Warmer than typical February and March temperatures has many farmers across Illinois, Iowa and Indiana itching to get into their fields. With uncertain weather, markets and moisture, though, experts urge farmers to remain patient until the time is right for planting.
“We’ve had a couple late frosts in late April and early May,” warns Mark Licht, Iowa State University Extension agronomist. He says corn, particularly, is more resilient than soybeans when it frosts. V4 corn’s growing point is below ground, he explains, and even if everything above ground dies, the plant can still put on new leaves.
Corn is expected to be the dominant choice again in the I states of Illinois, Iowa and Indiana. In 2015, farmers planted 30.85 million acres of corn compared to 24.2 million acres of soybeans in the region, and this year looks like it will follow the same trend.
“Until crops are planted, there will be some uncertainty about acres,” says Emerson Nafziger, University of Illinois Extension agronomist. “From what I’ve seen, I wouldn’t expect big changes from 2015, given the price concerns with both crops.”
What change does exist will be small in these major row-crop states, but right now, that tiny shift could favor soybeans in 2016. “I would estimate 2% higher soybean planting and 1% to 2% lower corn planting,” says Christopher Hurt, Purdue University professor of agricultural economics. “We have substantially better returns on soybeans over corn.”
Corn returns above variable costs are estimated at $186 per acre while soybeans are at $230 per acre, creating a $44 per acre advantage in soybeans, according to Hurt.
Some farmers are considering additional alternatives to earn premiums or to lower their costs per bushel. “There is more interest in non-GMO this year than there was last year,” says Licht, who works with Iowa farmers. “There is an approximate 40% savings in seed costs.”
Illinois farmers also see benefits to choosing non-GMO seed this year. “With insect resistance on the rise, the cost advantage of the rootworm Bt trait is diminished,” Nafziger says. “Some farmers use soil applied insecticide even with the trait, though it’s not clear that this is always needed.” Using a soil applied insecticide and an effective trait means a grower is essentially paying for the same thing twice and that’s not a smart financial move in a slumping farm economy.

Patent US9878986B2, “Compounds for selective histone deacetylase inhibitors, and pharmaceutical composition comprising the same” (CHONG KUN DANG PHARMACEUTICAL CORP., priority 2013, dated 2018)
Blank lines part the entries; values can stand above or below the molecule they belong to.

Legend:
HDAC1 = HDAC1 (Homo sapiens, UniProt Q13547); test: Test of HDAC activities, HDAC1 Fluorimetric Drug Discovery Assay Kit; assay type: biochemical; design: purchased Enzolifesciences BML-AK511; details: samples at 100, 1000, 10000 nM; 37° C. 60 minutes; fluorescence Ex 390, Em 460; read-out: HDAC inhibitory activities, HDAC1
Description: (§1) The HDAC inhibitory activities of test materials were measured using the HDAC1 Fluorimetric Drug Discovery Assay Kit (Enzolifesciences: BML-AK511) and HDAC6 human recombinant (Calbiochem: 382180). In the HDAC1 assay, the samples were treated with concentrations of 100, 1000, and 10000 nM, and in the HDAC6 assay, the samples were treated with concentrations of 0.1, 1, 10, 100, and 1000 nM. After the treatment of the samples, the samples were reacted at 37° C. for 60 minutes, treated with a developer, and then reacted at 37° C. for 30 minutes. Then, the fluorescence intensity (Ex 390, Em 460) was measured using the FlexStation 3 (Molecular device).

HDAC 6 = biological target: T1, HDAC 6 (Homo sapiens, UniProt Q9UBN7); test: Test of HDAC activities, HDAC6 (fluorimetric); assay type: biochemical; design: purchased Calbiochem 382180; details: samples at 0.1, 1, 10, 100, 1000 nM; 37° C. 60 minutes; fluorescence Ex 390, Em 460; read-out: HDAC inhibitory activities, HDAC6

Another option farmers are considering this spring to mitigate risk and potentially increase revenue is adding a third crop into rotation or double cropping.
“One rotation that does well is wheat double-cropped with soybeans,” Hurt says. He adds that this option isn’t available in all areas, although it’s not uncommon in southern Indiana. Depending the farm, it might be worthwhile for growers to add a cereal or another cash crop for additional cash flow.
It’s important to remember, however, third crops are not the best option for all geographies. “We have a study in western Illinois comparing corn-soybean and corn-soy-wheat rotations,” Nafziger says. “Neither site is good for double-cropping. It only works in the southern third of Illinois, and none of Iowa.”
While cost and return on investment is critical to any operation, weather concerns such as rain, drought, frosts, and more, might force a farmer’s hand at planting. “Our biggest issue coming into spring is weather,” Licht says. “We have full soil moisture levels now, and even normal rainfall in April and May could present delays because we have no additional water-holding capacity.”
Each expert recommends farmers understand what weather might indicate and be able to adjust planting, stand and yield expectations throughout the season based on weather events.
“I don’t think farmers with experience will let weather dictate what they grow,” Nafziger says. He explained one exception could be delays that push planting back into late May and June. At that point, it might be necessary to switch to soybeans to have enough season left to grow a good crop, even though weather risks increase with late planting.
Planting season, much like the rest of the growing season, is unpredictable. Farmers across the I-states should do their research, understand their breakeven points and find ways to maximize their potential returns before seeds go in the ground.
Spring Planting 2015: I-States
States: Illinois, Iowa, Indiana
Top contender: Corn
Sleepers: Non-GMO corn and soybeans, cereal third crops
Factors to watch: A wet spring or other delays could force farmers to change crops last minute based on growing-degree units.
AgWeb will be publishing additional planting preview stories in advance of USDA's Prospective Plantings report, which will be released March 31.
Planting Preview 2016: Corn Remains King in I-States
Planting Preview 2016: Crop Confusion in Delta as Planting Nears
Planting Preview 2016: Corn Acres Likely to Return to Upper Midwest
Planting Preview 2016: Farmers in Great Plains Consider Corn, Sorghum
Planting Preview 2016: Farmers in Northeast Weigh Crops' Costs, Benefits
Planting Preview 2016: No Single Solution for Farmers in Kentucky, Tennessee and North Carolina
What is the most important factor you consider before planting? How does weather throw a wrench into your plans? Let us know in the comments.